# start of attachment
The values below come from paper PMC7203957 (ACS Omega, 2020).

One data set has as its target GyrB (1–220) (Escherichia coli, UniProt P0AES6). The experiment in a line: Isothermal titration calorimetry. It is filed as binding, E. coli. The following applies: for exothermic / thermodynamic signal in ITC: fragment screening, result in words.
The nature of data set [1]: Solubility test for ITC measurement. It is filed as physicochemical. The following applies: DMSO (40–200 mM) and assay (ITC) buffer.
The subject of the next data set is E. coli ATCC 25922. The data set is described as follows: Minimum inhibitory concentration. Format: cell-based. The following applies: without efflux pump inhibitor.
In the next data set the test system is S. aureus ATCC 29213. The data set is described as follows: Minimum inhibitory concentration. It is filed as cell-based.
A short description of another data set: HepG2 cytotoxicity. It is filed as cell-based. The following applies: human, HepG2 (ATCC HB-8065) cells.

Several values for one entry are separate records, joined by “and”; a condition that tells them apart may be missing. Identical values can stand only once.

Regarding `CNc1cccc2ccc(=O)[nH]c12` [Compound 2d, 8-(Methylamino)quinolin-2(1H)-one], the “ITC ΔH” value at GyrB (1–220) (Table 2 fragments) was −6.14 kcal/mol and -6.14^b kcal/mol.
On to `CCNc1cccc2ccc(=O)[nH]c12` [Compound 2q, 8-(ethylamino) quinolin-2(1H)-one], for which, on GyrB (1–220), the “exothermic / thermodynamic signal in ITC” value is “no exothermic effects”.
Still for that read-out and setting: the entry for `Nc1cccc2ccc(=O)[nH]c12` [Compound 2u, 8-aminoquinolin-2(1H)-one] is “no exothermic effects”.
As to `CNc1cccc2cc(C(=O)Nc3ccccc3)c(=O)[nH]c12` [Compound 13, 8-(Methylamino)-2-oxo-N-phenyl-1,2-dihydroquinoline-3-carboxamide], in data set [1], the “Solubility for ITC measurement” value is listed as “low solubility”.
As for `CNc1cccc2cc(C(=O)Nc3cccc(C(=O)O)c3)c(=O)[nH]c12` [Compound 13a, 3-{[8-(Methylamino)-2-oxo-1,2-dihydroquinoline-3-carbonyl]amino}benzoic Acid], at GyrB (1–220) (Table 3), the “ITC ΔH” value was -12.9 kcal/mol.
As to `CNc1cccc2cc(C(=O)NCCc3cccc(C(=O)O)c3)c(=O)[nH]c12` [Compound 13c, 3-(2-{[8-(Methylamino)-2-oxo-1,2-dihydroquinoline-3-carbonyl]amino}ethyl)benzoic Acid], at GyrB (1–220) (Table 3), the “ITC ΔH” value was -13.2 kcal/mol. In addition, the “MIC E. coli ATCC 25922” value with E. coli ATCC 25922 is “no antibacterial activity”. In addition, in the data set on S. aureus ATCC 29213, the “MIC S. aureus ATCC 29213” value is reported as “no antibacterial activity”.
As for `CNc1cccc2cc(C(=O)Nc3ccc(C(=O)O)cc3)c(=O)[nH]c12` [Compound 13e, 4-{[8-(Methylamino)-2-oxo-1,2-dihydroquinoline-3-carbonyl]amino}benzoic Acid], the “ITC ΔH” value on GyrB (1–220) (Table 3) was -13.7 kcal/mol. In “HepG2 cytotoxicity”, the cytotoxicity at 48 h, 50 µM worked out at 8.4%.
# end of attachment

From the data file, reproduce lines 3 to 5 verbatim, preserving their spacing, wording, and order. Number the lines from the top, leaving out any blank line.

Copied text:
The nature of data set [1]: Solubility test for ITC measurement. It is filed as physicochemical. The following applies: DMSO (40–200 mM) and assay (ITC) buffer.
The subject of the next data set is E. coli ATCC 25922. The data set is described as follows: Minimum inhibitory concentration. Format: cell-based. The following applies: without efflux pump inhibitor.
In the next data set the test system is S. aureus ATCC 29213. The data set is described as follows: Minimum inhibitory concentration. It is filed as cell-based.